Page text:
Detecting SARS-CoV-2 From Dorm HVAC System Using PCR
Boatman, Marina Nichole; Johansen, Lauren Grace
This item will be available on: 2024-05-01
As universities became more acclimated to the hardships of COVID-19, East Carolina University began to search for other preventative detection methods as the campus reopened for students. We implemented air sampling of the HVAC systems in campus dorms to determine if SARS-CoV-2 could be detected. We present findings here from the fall 2021 semester. Two large dormitories were tested during the four-month sampling period. Each dorm contained one button air sampler that measured over a 24-hour period before collection. In one of the experimental dorms, the AerosolSense sampler was deployed for 5 weeks before being transferred to the isolation dorm suite, containing students with confirmed COVID-19. The known COVID positive dorm was sampled using four different methods: Button Sampler, Filter Cassette, BioSampler, and AerosolSense sampler, with sampling times ranging from 30 minutes to 24-hours. We developed protocols for stabilizing and extracting the RNA and performed qRT-PCR analysis to detect the presence of the SARS-CoV-2 virus. In the two large experimental dorms, we detected 12 positives, 10 using Button Samplers out of 58 samples and 2 using the AerosolSense Sampler out of 10 samples. In the COVID isolation dorm, we detected 22 positive samples out of 137 samples. Of the 22 samples, 11 were retrieved from Button Samplers out of 74 samples, 4 from Filter Cassettes out of 25 samples, 6 from the BioSampler out of 25 samples, and 1 from the AerosolSense Sampler out of 11 samples. Out of 203 samples collected over the semester, 34 (16.7%) were positive for SARS-CoV-2 by qRT-PCR testing, however there were no confirmed COVID cases on many of those days so we would expect no detection. We have demonstrated that it is possible to detect the SARS-CoV-2 virus using air samplers in HVAC systems of shared living spaces, such as dormitories. However, we do not know the lower limit of detection. Further work will be needed to determine how virus detection in the air relates to disease transmission.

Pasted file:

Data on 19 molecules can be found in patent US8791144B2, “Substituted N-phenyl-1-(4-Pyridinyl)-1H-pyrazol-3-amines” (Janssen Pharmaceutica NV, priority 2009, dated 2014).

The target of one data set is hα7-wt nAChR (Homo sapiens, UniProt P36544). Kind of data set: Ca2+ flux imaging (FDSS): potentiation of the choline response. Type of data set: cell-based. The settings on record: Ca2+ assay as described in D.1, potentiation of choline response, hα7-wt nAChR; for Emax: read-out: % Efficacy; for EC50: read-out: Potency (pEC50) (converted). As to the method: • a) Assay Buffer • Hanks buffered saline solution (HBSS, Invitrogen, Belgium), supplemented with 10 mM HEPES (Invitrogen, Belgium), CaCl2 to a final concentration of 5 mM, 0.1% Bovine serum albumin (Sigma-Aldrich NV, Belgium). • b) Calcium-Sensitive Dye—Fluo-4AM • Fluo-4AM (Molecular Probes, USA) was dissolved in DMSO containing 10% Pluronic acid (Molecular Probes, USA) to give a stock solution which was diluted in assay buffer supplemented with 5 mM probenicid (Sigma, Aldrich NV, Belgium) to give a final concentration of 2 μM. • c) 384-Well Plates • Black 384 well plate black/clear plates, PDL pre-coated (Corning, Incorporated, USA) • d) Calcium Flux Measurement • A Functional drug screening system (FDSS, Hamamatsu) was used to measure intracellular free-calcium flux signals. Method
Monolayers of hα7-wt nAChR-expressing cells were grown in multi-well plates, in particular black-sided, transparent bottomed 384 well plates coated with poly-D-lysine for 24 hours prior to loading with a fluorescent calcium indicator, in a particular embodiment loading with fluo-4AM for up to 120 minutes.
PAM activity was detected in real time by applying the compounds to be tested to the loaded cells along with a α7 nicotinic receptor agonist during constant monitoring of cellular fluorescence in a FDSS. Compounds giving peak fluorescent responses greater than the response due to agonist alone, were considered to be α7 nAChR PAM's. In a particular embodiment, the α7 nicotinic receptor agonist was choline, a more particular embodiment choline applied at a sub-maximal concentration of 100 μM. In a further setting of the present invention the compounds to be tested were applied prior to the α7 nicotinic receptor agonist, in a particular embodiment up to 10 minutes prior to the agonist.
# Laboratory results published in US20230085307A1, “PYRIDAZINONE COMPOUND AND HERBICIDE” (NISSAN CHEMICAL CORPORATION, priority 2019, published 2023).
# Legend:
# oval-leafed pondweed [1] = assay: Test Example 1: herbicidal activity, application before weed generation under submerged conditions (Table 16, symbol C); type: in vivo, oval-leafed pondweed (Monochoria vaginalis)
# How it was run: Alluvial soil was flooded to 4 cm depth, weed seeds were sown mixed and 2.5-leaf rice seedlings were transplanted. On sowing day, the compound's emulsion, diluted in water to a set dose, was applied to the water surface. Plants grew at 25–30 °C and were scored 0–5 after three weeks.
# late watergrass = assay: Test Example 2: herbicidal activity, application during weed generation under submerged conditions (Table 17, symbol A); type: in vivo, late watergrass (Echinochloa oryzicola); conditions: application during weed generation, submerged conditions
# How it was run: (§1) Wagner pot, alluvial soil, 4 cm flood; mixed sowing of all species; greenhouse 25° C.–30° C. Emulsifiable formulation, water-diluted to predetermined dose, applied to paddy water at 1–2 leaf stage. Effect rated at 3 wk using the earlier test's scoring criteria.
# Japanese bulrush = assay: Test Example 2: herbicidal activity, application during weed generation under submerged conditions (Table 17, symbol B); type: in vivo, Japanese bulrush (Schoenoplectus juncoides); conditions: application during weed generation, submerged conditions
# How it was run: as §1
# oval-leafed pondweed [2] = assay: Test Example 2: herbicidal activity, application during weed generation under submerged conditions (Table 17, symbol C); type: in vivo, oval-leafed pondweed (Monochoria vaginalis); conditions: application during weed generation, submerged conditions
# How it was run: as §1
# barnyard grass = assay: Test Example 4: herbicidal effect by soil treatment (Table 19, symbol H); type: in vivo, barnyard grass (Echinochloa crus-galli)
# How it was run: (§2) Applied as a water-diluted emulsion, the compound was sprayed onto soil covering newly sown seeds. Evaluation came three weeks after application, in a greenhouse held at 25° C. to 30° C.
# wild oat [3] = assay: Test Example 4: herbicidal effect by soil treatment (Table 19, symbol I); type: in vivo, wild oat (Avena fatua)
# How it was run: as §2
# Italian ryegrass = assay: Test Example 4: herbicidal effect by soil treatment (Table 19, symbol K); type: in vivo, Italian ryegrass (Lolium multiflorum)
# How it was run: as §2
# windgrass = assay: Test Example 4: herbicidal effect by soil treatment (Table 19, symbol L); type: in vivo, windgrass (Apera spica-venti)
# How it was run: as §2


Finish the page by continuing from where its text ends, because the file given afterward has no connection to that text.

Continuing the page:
Boatman, Marina Nichole, & Johansen, Lauren Grace. (June 2022). Detecting SARS-CoV-2 From Dorm HVAC System Using PCR (Honors Thesis, East Carolina University). Retrieved from the Scholarship. (http://hdl.handle.net/10342/11009.)
Boatman, Marina Nichole, and Johansen, Lauren Grace. Detecting SARS-CoV-2 From Dorm HVAC System Using PCR. Honors Thesis. East Carolina University, June 2022. The Scholarship. http://hdl.handle.net/10342/11009. December 10, 2023.
Boatman, Marina Nichole and Johansen, Lauren Grace, “Detecting SARS-CoV-2 From Dorm HVAC System Using PCR” (Honors Thesis., East Carolina University, June 2022).
Boatman, Marina Nichole, Johansen, Lauren Grace. Detecting SARS-CoV-2 From Dorm HVAC System Using PCR [Honors Thesis]. Greenville, NC: East Carolina University; June 2022.
East Carolina University